South America Calling

Argentina's Soil Moisture Problems Continue

John Baranick
By  John Baranick , DTN Meteorologist
Dryness for months has caused soil moisture to be near the lowest it has been in decades. That is especially true for the primary corn growing areas, circled here. (USDA graphic)

Argentina has had poor weather conditions for quite some time now. Dryness and bouts of cold over the winter into early spring have caused some wheat fields to be abandoned as reported by Reuters here: https://www.reuters.com/…. With conditions not expected to improve any time soon, more producers could face abandonment or poor yields.

These conditions have also been pushing back corn planting. Though the country is not out of the woods yet, bouts of frost are becoming less and less likely. Instead, it is the dryness that is most concerning. Soil moisture across the country is near the lowest in the last 30 years for much of the corn production areas. The state of Cordoba in central Argentina is the state most affected and also accounts for about a third of all corn production in Argentina.

The combination is a big concern when we factor in how tight corn supplies are around the world. As noted by DTN Lead Analyst Todd Hultman, "Total world ending stocks excluding China are the second-lowest in nine years. Argentina is the third-largest source of corn exports behind the U.S. and Brazil." After disappointing yields in the U.S. and drought in Europe, supply issues from Argentina would be another blow to food security for many countries. The world does not need another weather issue to restrict corn supplies.

Argentina plants their corn in two phases. The first phase is from September through October. The second phase is in December and January. With the incredibly dry soils now going into October, producers are going to have to make some tough decisions. They could plant their corn anyway and risk a drought-ravaged crop, shift more of their planting to the second-phase, or make a switch to planting soybeans. The third option could make for some big changes in the world output of both crops if it is done on a wide scale. But the first two options could be more intriguing.

Planting into dry soils and hoping for rain could result in poor stands if the rains do not show up. And all indications from models are that for the month of October, dry conditions are likely to persist. There is a cold front that will move through early next week, bringing a chance for scattered showers Oct. 4, but models have been backing off in recent days on how widespread and intense these showers will be. Amounts now forecast are likely to be less than 10 millimeters (0.40 inches) and not enough to get producers out to plant in any significant way. Afterward, the European model is very dry through the end of its regular run and continues the dryness through the bulk of October on its latest long-range run.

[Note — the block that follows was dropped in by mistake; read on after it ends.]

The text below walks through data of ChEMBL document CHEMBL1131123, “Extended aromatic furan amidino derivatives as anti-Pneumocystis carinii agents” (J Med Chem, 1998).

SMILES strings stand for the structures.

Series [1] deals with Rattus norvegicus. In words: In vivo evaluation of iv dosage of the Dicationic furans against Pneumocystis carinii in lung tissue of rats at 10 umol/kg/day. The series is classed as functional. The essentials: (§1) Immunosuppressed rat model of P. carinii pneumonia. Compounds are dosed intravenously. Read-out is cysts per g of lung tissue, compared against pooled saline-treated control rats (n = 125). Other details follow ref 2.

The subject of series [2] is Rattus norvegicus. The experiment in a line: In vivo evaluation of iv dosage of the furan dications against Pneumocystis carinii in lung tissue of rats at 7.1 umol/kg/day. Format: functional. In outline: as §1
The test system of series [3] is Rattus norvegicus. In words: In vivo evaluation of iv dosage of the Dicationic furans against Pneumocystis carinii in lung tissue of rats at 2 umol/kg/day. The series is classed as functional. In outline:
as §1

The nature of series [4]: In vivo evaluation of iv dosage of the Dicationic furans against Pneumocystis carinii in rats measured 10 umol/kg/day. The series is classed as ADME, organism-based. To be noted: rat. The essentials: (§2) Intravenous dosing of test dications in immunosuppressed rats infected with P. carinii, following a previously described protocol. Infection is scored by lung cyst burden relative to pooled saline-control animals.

The American GFS model, on the other hand, does have some potential for showers Oct. 8-9. This is very far out and hard to trust but gives the region a chance. In its extended range, the American model is also relatively dry, though not as much as its European counterpart. Still, with the background drought and dryness, it is difficult to imagine the first phase of corn planting going well to set the crop up for good yields. With that in mind, producers may shift more of their planting to the second phase in the summer.

However, La Nina is still in play, at least for the beginning of the next calendar year. La Nina conditions typically lead to more heat and dryness for Argentina during the summer. That was a near-constant reminder last season and production estimates were cut as heat and dryness bit into yields.

This year, La Nina is expected to wane in the summertime, heading for neutral conditions in February or March. The atmosphere usually takes several weeks to adjust to the newer conditions, so La Nina-like weather patterns could continue for the rest of the summer. But during the fall, as late-planted corn is going through pollination and grain-fill, we could see a return to more normal conditions including less heat and more rain. Of course, this is no guarantee. Without La Nina to drive the weather patterns, other smaller forcing factors are going to be in play, which are hard to predict more than a couple weeks out.

The other concern will be for soybean planting, which typically occurs from mid-October through November. If rains do not return with enough regularity in October, that crop could also take a hit with dryness continuing into November.

To find more international weather conditions and your local forecast from DTN, head over to https://www.dtnpf.com/…

John Baranick can be reached at john.baranick@dtn.co

John Baranick